Why do farmers plant trees? : developing and testing a decision-making model for Indonesian farmers
Degree GrantorUniversity of Canterbury
Degree NameDoctor of Philosophy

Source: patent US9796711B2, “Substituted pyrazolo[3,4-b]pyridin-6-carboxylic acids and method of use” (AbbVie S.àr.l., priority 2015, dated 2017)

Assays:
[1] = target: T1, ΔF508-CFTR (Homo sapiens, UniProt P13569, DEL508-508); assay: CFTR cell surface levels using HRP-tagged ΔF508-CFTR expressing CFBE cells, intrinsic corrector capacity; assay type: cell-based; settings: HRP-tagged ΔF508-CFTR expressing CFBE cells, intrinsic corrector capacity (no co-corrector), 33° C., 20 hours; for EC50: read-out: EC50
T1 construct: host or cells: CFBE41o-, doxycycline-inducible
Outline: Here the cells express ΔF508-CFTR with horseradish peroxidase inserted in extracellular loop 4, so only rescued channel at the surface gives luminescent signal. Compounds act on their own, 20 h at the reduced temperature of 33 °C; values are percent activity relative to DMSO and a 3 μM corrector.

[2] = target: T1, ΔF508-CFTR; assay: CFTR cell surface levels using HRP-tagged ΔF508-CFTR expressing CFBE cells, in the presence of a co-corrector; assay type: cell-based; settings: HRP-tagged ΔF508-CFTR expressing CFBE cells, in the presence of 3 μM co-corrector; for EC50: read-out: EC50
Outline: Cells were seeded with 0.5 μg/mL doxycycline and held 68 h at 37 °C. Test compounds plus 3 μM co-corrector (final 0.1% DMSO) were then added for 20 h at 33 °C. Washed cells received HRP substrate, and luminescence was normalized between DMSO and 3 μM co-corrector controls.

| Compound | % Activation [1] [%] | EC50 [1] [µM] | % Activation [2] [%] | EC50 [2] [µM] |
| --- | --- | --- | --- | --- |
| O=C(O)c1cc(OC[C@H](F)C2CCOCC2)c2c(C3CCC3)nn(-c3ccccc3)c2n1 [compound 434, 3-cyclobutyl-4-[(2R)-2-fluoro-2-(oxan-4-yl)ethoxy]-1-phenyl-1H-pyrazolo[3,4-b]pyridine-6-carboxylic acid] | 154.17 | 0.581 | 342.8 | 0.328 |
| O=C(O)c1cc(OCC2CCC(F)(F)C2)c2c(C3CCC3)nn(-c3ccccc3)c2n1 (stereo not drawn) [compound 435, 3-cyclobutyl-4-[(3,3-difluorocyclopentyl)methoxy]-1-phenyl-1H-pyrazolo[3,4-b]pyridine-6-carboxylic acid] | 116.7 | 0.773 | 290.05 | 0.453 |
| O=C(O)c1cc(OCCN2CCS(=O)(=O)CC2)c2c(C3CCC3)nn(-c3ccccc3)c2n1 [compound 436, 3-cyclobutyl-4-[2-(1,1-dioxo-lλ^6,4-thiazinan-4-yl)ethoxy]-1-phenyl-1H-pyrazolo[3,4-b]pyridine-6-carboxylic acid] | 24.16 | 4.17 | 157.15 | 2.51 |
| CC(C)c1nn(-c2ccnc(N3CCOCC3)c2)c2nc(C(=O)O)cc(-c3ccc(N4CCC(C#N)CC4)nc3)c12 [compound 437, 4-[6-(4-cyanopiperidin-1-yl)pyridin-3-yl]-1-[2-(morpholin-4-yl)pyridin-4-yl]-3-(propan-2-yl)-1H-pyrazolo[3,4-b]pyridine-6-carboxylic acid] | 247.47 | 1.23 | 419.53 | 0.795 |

The main issue faced by the Government of Indonesia (GoI) in managing its tropical forest resources is the uncontrolled forest degradation that has reached an alarming rate. This problem particularly has adversely affected the balance of wood supply and demand in Indonesia as well as creating some environmental issues. The GoI has sought to maintain and to rehabilitate its natural forest by introducing various policies and programmes. One of these programmes is to create new resources through encouraging landowners to grow trees for timber production. A case study using multiple social science methods was conducted in Riau Province of Indonesia with the objective of understanding landowners' reasons, aspirations and decision-making regarding tree planting. Understanding these topics is very important for planning and implementing further policies and projects relating to tree planting on private land for timber production. To date, only a few studies of landowners' decision-making regarding tree planting have been conducted in Indonesia. The research used unstructured interviews to identify the tree planting issues directly from the landowners themselves. Primary data and information obtained from the 146 farmers and landowners were then arranged into a hierarchical decision model (HDM) in order to examine and to understand decision-making. The tree-like model formulated in this study represents details of the landowners' decision-making process and explains why they decided to plant or not to plant trees on their lands. The model does not simply list the factors influencing the farmers' decision-making, nor only presents the main reasons and constraints that the landowners took into account before they decided to grow trees, but also provides details about the process of their decision-making. The decision model was then tested to evaluate how well it predicted behaviour. The testing procedure used a questionnaire survey that involved a sample of 309 randomly selected respondents in the same study area. The survey was conducted with the help of the survey helpers, and the questions in the questionnaire were based on the decision criteria that represent the model. The results show that the model was able to predict decision-making behaviour with a reasonable accuracy of 82 percent. In addition the research used statistical tests to analyse quantitative data obtained from the model-testing period. Both qualitative and quantitative results were then compared, and the results obtained from quantitative analysis supported and strengthened the findings obtained from the decision tree model. The combination of results from the qualitative and quantitative approaches has increased understanding of tree planting decision-making. The hierarchical decision tree model is one of the cognitive science models which has worked well in representing farmers' decision-making in the study area, and was a suitable approach to address the objectives of this research. Different from similar research that highlights only the significant factors influencing farmers' decision-making, the HDM model in this thesis showed that farmers responded to distinctive combinations of economic and social factors in making decisions regarding tree planting. The model also showed the details of the decision-making process that it is not possible to represent with economic models or statistic behaviour models. Based on real-life decision-making, the model in this research is able to show the needs as well as the aspirations of landowners and farmers regarding tree planting. The model is useful to policy makers, and shows that farmers had views and expectations different from the Indonesian government. The current policies provided by the GoI are not sufficient to encourage farmers to manage trees on their own farms. In order to have more farmers or landowners participate in the tree-planting programme, the model suggests that the Indonesian government should adjust and improve the implementation of the policies in line with the needs of people who are involved in the programme. The recommended policies include providing channels for small-scale tree farmers, improving the way the GoI trains the extension agents, continue providing incentives and soft loans with more emphasis on helping small tree farmers. It also includes giving usufruct rights to tree farmers, and introducing inter cropping systems rather than monoculture tree plantation. Decentralisation strategies can also be effective to conserve and to utilise community based forest management.